Director Gerard Walsh is no stranger to the Galway Film Fleadh, having premiered two of his features before, A Day Like Today in 2015 and South in 2016. This year marks three-in-a-row for the talented Dubliner, with the World Premiere of his latest low-budget independent Irish feature Release on Friday, July 14th in the Town Hall Studio at 6:30pm.
After spending several years locked up for armed robbery, disgraced boxer Andrew Keating is granted early release. As he struggles to find his purpose in life, he finds the sport of mixed martial arts and begins to thrive, but when his criminal past rears its ugly head, Andrew must face his demons in order to live his life.
The film was made in conjunction with Bankhouse Productions’ Feature Film School, which is run by producer Matthew Toman. Unlike other acting courses FFS is run in conjunction with a film production company and uses working screenwriters, producers, directors and cinematographers to train and develop emerging talent.
Scannain caught up with writer/director Gerard Walsh to take about Release:
Why did you want to tell this story?
The story of Release is something I have been wanting to tell for a while, I hadn’t written anything down or committed to making it until feature film school came along. Originally it was a web series I wanted to develop on the side, shooting the whole thing and releasing them in 10-minute episodes online but when Matthew Roman (producer) asked me if i had any ideas for films for the Feature Film School, I immediately thought of Release. The challenge then came about when I had to tailor a script around a cast, who I had never met or seen any of their previous work, if any.
Also with Conor McGregor’s popularity rising, and the UFC becoming more and more prominent in Ireland, I figured exploring MMA with this idea could really work on a bigger scale.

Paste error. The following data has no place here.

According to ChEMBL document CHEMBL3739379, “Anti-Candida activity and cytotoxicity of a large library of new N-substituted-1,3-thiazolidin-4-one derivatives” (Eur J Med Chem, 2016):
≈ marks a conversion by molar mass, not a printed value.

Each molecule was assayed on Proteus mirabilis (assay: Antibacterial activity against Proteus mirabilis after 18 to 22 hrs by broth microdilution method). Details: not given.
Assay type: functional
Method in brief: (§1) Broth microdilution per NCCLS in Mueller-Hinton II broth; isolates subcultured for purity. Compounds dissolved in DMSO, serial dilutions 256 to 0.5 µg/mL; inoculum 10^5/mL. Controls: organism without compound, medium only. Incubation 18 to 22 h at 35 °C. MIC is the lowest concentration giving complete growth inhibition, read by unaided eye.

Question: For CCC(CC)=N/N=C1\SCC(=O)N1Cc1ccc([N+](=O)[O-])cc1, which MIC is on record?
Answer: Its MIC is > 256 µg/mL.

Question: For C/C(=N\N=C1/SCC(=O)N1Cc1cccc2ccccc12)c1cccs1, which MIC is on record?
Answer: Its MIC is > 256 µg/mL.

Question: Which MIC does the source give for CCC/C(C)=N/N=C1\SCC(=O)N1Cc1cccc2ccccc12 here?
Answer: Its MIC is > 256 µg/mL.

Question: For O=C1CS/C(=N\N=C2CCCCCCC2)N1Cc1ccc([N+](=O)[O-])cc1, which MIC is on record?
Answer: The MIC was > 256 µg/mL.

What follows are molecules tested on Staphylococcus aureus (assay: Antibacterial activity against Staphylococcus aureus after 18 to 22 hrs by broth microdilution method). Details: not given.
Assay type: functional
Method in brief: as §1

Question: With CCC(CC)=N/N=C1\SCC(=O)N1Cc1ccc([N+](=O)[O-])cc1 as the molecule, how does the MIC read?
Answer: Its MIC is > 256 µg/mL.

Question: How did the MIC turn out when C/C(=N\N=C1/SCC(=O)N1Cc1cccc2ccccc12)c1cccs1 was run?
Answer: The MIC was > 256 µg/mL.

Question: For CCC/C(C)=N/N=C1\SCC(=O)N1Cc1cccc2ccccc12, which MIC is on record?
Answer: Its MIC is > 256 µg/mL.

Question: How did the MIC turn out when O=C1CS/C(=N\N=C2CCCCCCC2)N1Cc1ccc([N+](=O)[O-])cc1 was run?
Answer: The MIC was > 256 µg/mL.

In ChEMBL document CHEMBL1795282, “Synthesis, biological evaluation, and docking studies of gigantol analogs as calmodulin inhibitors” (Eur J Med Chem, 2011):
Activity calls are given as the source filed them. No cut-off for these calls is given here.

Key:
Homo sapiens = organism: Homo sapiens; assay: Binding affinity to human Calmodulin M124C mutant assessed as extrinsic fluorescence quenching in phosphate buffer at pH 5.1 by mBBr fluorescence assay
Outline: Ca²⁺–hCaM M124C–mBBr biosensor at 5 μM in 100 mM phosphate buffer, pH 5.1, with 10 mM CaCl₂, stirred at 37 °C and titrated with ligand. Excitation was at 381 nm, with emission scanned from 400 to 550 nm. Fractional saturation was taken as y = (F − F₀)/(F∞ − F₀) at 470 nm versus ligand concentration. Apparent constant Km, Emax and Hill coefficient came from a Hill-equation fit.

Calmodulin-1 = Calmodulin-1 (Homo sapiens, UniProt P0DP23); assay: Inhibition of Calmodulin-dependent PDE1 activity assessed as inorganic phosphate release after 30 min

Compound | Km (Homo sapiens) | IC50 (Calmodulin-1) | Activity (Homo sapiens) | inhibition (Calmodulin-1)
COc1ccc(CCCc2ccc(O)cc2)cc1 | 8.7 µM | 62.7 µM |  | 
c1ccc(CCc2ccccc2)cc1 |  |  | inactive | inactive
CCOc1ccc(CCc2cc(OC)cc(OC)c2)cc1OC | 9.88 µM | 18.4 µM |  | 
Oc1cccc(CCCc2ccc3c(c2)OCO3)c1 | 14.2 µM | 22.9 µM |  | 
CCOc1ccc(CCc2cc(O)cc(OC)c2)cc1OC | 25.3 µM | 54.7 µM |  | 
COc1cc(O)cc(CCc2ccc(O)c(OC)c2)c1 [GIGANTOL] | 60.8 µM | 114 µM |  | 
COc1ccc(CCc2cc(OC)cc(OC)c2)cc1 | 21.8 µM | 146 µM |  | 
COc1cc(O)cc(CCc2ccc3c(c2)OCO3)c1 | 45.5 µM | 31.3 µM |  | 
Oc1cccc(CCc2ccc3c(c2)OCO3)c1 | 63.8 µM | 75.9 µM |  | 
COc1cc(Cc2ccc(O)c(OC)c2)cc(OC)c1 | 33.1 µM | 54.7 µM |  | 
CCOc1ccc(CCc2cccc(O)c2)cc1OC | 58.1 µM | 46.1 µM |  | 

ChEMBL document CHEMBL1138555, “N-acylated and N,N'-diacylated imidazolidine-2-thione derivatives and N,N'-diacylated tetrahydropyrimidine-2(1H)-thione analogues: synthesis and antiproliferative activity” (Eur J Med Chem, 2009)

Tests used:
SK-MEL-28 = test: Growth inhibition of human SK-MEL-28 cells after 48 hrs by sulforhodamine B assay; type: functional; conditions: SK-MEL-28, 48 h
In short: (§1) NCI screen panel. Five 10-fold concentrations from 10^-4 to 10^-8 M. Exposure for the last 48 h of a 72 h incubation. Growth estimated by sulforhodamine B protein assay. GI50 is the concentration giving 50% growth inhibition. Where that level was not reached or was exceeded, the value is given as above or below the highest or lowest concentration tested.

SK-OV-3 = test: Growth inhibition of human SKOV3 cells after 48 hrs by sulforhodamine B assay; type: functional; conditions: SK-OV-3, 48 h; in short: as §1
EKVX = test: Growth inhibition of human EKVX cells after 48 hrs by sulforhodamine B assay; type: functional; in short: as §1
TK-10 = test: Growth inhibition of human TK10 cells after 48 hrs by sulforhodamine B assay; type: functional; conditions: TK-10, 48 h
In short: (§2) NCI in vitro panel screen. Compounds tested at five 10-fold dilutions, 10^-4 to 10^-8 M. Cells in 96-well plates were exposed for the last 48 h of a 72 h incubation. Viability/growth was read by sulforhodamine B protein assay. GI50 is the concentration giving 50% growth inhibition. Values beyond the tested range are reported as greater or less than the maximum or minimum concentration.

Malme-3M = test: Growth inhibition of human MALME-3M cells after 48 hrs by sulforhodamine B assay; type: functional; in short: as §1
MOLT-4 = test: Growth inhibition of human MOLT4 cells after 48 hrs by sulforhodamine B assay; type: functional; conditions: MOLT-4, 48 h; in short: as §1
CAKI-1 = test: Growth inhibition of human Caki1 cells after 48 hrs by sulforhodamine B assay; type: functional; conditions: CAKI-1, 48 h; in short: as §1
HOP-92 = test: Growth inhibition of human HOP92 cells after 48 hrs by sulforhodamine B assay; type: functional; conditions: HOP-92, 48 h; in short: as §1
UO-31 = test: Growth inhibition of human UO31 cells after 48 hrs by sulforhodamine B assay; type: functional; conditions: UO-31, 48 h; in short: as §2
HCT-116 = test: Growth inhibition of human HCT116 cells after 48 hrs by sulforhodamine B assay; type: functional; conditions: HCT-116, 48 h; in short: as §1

Who’s in your cast?
The cast is comprised of mostly non-actors, actors starting out and some actors with stage experience that wanted to take part in the Feature Film School, a film course which would ultimately produce a feature film at the end of an 8 week course of two sessions a week, ending in a 2 week shoot.
We ultimately needed some extra days after the initial 2 weeks, but they were spread out over a few months as our students availability had to be considered.
What was the hardest thing about making Release?
The hardest thing about working on this film was finding a rhythm, working with the actors was a lot of fun and having Andie McCaffrey Byrne working with the students in the classes leading up to the shoot was a massive help as I’m not an amazing “teacher”. She really brought out the best in them and prepared them for acting on camera from an actors point of view
This was implementable in the making of this film because without those classes, I wouldn’t have been able to monitor the level of acting I would be working with, which was very important to tell this story.
Release is your third feature in a row to play at the Fleadh. Can you describe the feeling of being selected again?
I think it’s an amazing honour to be coming back for a 3rd time, I honestly don’t know if it’s been done before and to get in with a student film with mostly amateur and non actors adds to the excitement.
I didn’t know that the film we where making would be capable of hanging with the big boys and girls but this shows that anything is possible.
What did you learn from your previous two features, A Day Like Today and South, that helped you this time around?
I learned a lot on A Day Like Today and South, but the main thing I learned was that I didn’t want to make another low low low budget film, but on release I must have been concussed because I did it again!
This was a whole different kettle of fish, I went into this project thinking it was something that I could experiment with and work hone in my skills as a director but it was a completely different way of working, it was tough but very rewarding.
I did bring a lot of what I learned from my previous films onto this film but I learned an awful lot working this way too.
What are your hopes for the film?
Right now, I don’t know what the plan is, getting into the Fleadh was a massive surprise which has thrown the best type of spanner into the works. Our thoughts and feelings about the film have really been validated because of this and we now know that we have something as special as we had always thought.
Right now the sky’s the limit, we could potentially do anything now and we sure as fuck are going to try.
Release has its World Premiere at the Galway Film Fleadh on Friday, July 14th in the Town Hall Studio at 6:30pm.